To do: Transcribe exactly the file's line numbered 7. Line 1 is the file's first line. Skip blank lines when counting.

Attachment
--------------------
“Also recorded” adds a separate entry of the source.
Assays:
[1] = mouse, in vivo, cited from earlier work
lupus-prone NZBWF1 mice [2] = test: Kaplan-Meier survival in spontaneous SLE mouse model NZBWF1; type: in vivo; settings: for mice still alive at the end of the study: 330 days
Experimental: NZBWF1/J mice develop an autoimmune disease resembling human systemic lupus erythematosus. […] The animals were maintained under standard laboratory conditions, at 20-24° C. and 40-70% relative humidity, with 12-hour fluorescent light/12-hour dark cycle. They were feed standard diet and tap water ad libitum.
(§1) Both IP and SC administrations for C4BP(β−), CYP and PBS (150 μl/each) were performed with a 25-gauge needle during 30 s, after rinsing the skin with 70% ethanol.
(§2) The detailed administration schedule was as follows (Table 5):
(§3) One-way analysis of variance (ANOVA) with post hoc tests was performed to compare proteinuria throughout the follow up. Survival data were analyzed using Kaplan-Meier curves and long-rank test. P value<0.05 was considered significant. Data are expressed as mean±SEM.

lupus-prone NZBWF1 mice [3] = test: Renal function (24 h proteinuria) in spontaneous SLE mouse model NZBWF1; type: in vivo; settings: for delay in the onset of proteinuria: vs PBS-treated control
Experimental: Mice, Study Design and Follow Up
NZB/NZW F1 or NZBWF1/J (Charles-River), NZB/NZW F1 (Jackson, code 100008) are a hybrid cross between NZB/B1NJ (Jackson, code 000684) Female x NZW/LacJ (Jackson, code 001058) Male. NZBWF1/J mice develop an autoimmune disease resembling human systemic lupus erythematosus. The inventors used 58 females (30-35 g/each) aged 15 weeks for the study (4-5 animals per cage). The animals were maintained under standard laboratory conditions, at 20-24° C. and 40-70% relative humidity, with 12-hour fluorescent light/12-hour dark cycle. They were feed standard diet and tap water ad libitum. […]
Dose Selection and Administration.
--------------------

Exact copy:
(§2) The detailed administration schedule was as follows (Table 5):